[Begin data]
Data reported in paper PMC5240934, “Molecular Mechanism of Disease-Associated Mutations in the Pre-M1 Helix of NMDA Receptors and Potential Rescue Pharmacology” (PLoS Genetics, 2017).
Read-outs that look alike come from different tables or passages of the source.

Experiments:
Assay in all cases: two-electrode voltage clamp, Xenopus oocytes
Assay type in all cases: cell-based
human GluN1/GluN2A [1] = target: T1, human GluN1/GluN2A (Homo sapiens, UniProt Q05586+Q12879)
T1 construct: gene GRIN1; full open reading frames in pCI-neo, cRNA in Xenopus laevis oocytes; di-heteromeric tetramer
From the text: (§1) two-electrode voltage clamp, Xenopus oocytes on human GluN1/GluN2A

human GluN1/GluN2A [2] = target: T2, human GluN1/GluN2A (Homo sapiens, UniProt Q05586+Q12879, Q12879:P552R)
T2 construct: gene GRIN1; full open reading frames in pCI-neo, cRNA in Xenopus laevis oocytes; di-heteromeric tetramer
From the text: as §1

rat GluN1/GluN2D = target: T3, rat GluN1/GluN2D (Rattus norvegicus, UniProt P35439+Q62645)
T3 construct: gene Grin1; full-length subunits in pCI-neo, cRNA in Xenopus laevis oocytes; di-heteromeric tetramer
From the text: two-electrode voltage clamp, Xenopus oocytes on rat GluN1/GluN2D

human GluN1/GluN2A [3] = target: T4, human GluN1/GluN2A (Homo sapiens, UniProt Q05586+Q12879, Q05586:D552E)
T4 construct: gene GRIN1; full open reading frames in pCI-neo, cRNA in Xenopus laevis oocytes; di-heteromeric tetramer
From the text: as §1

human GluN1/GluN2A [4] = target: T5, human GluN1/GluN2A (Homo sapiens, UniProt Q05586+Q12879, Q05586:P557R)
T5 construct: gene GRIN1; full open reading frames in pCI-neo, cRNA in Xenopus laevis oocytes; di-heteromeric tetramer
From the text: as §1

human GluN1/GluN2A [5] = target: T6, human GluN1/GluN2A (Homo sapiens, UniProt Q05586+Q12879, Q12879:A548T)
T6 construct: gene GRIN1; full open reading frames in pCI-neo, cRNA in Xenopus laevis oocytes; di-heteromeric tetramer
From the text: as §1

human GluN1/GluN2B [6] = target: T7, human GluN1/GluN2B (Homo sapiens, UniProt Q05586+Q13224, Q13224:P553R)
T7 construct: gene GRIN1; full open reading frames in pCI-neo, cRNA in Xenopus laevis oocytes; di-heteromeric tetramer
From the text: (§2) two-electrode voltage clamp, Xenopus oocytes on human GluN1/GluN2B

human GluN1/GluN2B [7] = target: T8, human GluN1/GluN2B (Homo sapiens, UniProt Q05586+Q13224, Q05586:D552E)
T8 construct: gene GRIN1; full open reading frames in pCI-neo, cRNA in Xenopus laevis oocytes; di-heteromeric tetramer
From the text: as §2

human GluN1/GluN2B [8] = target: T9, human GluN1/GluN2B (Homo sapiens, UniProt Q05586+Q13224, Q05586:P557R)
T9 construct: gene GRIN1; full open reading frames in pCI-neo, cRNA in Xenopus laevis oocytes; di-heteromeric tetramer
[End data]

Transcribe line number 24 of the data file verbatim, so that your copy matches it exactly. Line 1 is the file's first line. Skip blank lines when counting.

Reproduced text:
human GluN1/GluN2B [6] = target: T7, human GluN1/GluN2B (Homo sapiens, UniProt Q05586+Q13224, Q13224:P553R)